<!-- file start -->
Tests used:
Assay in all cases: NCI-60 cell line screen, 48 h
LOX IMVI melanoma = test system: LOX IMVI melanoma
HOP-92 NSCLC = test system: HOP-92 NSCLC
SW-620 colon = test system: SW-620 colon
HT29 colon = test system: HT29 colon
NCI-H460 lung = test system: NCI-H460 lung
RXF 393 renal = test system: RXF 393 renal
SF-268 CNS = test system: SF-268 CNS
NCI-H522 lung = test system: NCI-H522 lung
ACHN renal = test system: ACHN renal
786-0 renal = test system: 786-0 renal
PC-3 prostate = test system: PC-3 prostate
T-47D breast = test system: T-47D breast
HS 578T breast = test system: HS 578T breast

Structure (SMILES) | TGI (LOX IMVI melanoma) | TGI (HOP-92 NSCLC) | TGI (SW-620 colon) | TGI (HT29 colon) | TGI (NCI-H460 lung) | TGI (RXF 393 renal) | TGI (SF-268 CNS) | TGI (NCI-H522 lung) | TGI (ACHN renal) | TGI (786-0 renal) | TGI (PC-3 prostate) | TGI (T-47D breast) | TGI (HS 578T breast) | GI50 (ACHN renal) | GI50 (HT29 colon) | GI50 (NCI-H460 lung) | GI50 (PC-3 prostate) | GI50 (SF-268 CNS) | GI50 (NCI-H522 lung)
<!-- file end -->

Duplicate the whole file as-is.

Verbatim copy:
Tests used:
Assay in all cases: NCI-60 cell line screen, 48 h
LOX IMVI melanoma = test system: LOX IMVI melanoma
HOP-92 NSCLC = test system: HOP-92 NSCLC
SW-620 colon = test system: SW-620 colon
HT29 colon = test system: HT29 colon
NCI-H460 lung = test system: NCI-H460 lung
RXF 393 renal = test system: RXF 393 renal
SF-268 CNS = test system: SF-268 CNS
NCI-H522 lung = test system: NCI-H522 lung
ACHN renal = test system: ACHN renal
786-0 renal = test system: 786-0 renal
PC-3 prostate = test system: PC-3 prostate
T-47D breast = test system: T-47D breast
HS 578T breast = test system: HS 578T breast

Structure (SMILES) | TGI (LOX IMVI melanoma) | TGI (HOP-92 NSCLC) | TGI (SW-620 colon) | TGI (HT29 colon) | TGI (NCI-H460 lung) | TGI (RXF 393 renal) | TGI (SF-268 CNS) | TGI (NCI-H522 lung) | TGI (ACHN renal) | TGI (786-0 renal) | TGI (PC-3 prostate) | TGI (T-47D breast) | TGI (HS 578T breast) | GI50 (ACHN renal) | GI50 (HT29 colon) | GI50 (NCI-H460 lung) | GI50 (PC-3 prostate) | GI50 (SF-268 CNS) | GI50 (NCI-H522 lung)